Michael Hutchinson

Associated Press

The Buzzer: Pettersson notches five points; Luongo wins in return

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Three Stars

1. Elias Pettersson, Vancouver Canucks

You get the sense that this kid is going to be written in this top spot many times over the next 15 years. He’s just bloody special. Pettersson had two goals and five points in a 7-6 win against the Colorado Avalanche. His second goal of the game came with the score 6-5 Avalanche and 35 seconds left on the clock in the third period. Clutch. Also clutch? An assist on the game-winner in overtime. Pettersson has nine goals and 15 points now in nine games and is starting to run away in the rookie of the year race in early November.

2. Roberto Luongo, Florida Panthers 

Luongo wasn’t supposed to feature in Finland at first. Then he was brought on the trip, taken off injured reserve and placed into the net for the first time since around the 32-minute mark of Florida’s season opener. And Luongo picked up right where he left off, saving a lot of pucks. ‘Lou’ shut the door 32 times against the Winnipeg Jets as the Panthers earned a split in Finland. The win was Florida’s third of the season. James Reimer and Michael Hutchinson have been south of brutal thus far so Luongo can stay healthy, it’s likely Florida can start clawing its way back.

3. Antti Raanta, Arizona Coyotes

You have to hand it to a goalie who stopped 48 of 51 shots against a high-power Carolina Hurricanes team. Raanta was the savior on special teams as well, turning aside nine power-play shots on six Carolina power plays. Carolina was 0-for-6 on their opportunities. Raanta and the Coyotes survived a flurry in the third period after getting outshot 23-5 in the final frame. Raanta then had to make a clutch save in overtime to boot to help ‘Yotes to their fifth straight win.

A couple other notables:

  • Brock Boeser snapped an eight-game goalless streak with two goals against Colorado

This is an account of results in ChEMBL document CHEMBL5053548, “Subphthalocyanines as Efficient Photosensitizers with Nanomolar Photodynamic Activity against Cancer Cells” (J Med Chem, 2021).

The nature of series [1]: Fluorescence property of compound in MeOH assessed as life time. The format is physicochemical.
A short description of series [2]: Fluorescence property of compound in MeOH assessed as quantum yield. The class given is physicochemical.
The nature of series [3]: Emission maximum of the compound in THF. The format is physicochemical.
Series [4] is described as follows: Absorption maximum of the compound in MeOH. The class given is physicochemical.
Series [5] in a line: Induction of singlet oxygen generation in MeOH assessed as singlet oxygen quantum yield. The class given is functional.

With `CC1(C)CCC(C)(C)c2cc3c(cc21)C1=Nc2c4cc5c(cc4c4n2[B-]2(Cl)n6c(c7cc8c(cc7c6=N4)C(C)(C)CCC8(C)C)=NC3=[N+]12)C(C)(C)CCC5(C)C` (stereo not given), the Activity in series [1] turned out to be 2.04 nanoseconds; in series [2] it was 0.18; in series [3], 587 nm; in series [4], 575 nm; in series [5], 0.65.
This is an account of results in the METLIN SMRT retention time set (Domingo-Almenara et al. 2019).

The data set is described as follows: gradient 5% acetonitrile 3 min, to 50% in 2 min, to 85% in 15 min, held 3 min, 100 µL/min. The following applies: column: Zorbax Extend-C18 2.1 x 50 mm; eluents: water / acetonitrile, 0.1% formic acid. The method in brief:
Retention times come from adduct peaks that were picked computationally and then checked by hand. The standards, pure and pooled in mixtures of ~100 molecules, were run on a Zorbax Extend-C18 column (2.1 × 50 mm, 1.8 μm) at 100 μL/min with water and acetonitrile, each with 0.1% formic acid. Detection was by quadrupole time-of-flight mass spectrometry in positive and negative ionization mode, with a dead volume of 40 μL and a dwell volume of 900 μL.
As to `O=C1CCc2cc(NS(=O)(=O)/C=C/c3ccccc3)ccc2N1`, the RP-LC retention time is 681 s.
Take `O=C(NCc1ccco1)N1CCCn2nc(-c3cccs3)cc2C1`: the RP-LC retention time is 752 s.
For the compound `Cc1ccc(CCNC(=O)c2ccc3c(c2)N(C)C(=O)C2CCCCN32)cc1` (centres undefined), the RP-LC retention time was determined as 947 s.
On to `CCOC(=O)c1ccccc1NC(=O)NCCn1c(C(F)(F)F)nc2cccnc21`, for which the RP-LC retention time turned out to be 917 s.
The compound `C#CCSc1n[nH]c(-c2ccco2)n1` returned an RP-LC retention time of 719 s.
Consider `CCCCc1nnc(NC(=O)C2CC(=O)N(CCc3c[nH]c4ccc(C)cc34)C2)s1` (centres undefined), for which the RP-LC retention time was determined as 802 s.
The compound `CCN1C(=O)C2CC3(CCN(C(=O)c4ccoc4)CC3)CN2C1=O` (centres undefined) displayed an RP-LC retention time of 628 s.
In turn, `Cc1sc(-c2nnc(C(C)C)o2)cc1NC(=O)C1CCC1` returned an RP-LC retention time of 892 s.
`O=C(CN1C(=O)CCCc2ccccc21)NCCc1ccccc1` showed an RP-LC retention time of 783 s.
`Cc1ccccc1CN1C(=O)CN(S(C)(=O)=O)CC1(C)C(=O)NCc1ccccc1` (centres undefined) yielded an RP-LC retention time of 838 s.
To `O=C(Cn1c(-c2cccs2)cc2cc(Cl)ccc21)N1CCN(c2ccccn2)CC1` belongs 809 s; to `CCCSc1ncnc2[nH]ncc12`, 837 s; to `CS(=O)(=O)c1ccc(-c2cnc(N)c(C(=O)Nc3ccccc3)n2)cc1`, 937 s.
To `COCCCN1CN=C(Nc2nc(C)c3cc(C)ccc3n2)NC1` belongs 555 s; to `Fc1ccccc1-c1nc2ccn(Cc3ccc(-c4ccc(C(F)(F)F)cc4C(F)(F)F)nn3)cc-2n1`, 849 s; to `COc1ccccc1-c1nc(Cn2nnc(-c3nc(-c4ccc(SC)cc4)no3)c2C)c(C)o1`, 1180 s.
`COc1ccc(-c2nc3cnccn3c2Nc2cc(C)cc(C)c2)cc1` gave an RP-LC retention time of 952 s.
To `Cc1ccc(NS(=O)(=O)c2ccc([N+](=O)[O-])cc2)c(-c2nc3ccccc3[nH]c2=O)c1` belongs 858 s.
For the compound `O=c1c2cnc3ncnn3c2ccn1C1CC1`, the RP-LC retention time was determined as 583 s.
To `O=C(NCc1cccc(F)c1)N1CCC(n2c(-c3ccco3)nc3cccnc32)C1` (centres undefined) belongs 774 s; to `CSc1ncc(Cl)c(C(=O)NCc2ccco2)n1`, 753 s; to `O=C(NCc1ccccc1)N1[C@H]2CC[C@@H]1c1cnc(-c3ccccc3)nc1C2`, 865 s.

• Nathan MacKinnon had a three-point night, including two goals and is up to 11 markers on the season.

Highlights of the Night

Holy moly:

That footwork:

Goalie hat trick:

Factoids

Scores

Panthers 4, Jets 2

Coyotes 4, Hurricanes 3 (OT)

Canucks 7, Avalanche 6 (OT)

MORE: Your 2018-19 NHL on NBC TV schedule


Scott Billeck is a writer for Pro Hockey Talk on NBC Sports. Drop him a line at phtblog@nbcsports.com or follow him on Twitter @scottbilleck

Roberto Luongo’s looming return is big for Panthers

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An in-season journey overseas can be disruptive for even the most well-acquainted teams, yet this Finnish trip isn’t the only curveball the Florida Panthers have been dealing with.

Years of wear and tear (sometimes absorbing a hail of shots, often with Florida) seem to be catching up to Roberto Luongo, and it didn’t take long for them to catch up with the veteran goalie again. Just one game into 2018-19, Luongo suffered an injury that landed him on IR. Thursday brings a positive sign, then: he’s been taken off IR.

The less-good news is that Luongo’s not expected to play in Thursday or Friday’s Global Series games against the Winnipeg Jets, yet coach Bob Boughner believes he is close, as NHL.com’s Brian Compton reports.

“Officially, if [Luongo] is ready, he could play, but we’re going to make that decision tomorrow,” Boughner said. “I could see him more playing when we get back home, [but] he’s close. He’s real close.”

Considering what the 39-year-old goalie has been through, it’s not that surprising that Florida’s being conservative regarding Luongo’s return. Bougher wants him to be at “110 percent,” which is something we should all strive for, really.